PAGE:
Master Glyn his speech in Parliament, on Wednesday, the fifth of Ianuary, at the committee sitting in Guild-Hall concerning the breaches of the priviledges of Parliament, by breaking open the chambers, studies, and truncks of the sixe gentlemen, upon their accusation of high treason by His Majestie, 1641.
Glynne, John, Sir, 1603-1666.
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MASTER GLYNN HIS SPEECH, IN PARLIAMENT, on Wednesday, the fifth of Ianuary, at the Committee sitting in Guild-Hall,

Concerning the Breaches of the Pri∣viledges of Parliament, by breaking open the Chambers, Studies, and Truncks, of the sixe Gentlemen, upon their accusation of high Treason, by his Majestie. 1641.

London, Printed 1642.

Page  [unnumbered]Page  1

MASTER GLYN HIS Speech in Parliament, on Wednesday the fift of Ianuary, at the Committee, sitting in Guild-Hall, concerning the breaches of the Priviled∣ges of Parliament, by breaking open the Cham∣bers, Truncks, and Studies, of the six Gen∣tlemen, upon their accusation of high Treason by his Majestie. 1641.

Master Speaker,

VVEe sit now upon that Grand busi∣nesse of the breaches of the Rights and Priviledges of Parliament, which are so many, and great, so carefully preserved, and defended, and having in for∣mer times severely punished the infringers thereof, that I had thought and conceived, that no Subject of what degree or dignity soever, would either in their own persons, or by mis-informing his Majesty, concerning the same, have presumed to have en∣trenched in the least measure upon the free Liberty, Rights, and very being of Parliaments, tending to the breach thereof. But Master Speaker, I perceive the perversenesse, and obstinate frowardnesse of di∣vers Page  2 persons in this Kingdome, in places of power, and authority, as well of the Clergy, as Layitie, are growne to that height, that they dare not only pre∣sume to instigate, and provoke His sacred Majesty, by their subtill and politicke mis-informations, but themselves in their owne persons dare attempt, if His Majesty in His royall wisedome, tender care, and affection towards his loyall subjects do refuse to do the same, to endeavour as much as in them lyes, by their malignant carriages in Petitions, and Protesta∣tions to resist the lawfull power, and undoubted Iurisdiction, both of the King, and his high Court of Parliament.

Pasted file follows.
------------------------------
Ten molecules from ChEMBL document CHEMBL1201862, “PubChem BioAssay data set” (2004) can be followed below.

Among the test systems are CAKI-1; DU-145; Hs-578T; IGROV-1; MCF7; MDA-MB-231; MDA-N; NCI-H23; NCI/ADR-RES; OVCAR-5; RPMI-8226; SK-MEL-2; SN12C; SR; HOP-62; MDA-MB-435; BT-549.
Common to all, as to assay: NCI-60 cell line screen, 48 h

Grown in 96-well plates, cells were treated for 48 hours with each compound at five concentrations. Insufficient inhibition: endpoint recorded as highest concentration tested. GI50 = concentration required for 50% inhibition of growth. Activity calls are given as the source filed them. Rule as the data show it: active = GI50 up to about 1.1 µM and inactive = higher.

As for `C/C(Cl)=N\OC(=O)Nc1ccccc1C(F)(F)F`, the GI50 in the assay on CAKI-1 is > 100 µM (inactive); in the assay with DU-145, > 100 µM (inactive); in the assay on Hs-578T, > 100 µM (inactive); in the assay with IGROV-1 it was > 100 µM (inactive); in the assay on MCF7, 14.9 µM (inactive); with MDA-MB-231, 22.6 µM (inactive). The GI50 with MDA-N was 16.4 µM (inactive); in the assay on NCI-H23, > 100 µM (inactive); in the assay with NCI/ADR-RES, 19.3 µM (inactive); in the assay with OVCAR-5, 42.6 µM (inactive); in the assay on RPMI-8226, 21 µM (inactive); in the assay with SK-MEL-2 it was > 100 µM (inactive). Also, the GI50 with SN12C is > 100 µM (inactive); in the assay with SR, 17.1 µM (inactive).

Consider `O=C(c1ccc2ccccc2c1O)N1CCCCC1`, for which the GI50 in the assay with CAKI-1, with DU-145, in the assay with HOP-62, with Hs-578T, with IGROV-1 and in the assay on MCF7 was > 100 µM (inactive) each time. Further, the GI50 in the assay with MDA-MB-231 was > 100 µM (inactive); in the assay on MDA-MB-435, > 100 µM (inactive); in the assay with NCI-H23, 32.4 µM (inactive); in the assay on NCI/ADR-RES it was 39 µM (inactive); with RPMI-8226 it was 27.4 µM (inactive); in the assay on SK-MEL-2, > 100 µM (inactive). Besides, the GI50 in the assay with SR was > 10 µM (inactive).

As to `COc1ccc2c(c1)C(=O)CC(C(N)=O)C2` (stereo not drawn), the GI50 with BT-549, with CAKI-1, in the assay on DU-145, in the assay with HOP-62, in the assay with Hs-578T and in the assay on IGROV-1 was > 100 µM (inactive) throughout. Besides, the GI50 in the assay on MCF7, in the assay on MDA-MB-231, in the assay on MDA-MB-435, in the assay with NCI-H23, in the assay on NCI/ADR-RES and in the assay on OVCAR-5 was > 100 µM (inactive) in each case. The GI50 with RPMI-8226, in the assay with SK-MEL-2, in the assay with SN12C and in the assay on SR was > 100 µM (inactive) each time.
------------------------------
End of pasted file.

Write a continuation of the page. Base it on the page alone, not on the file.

Master Speaker, These men notwithstanding, they apparantly perceive that their wicked Practises, and malicious Designes, cannot take effect according to their expectation, but are rejected, and detected, as∣well by his Sacred Majesty, as his Lords and his whole Councell, dare aventure, to endeavour by cast∣ing aspersions, and spreading abroad evill reports, not onely of the Members, but of the Proceedings of the House of Commons against them, and others of their Adherents and Favourites, in their wicked and desperate actions and designes against their lawfull Soveraigne, and his Liege people.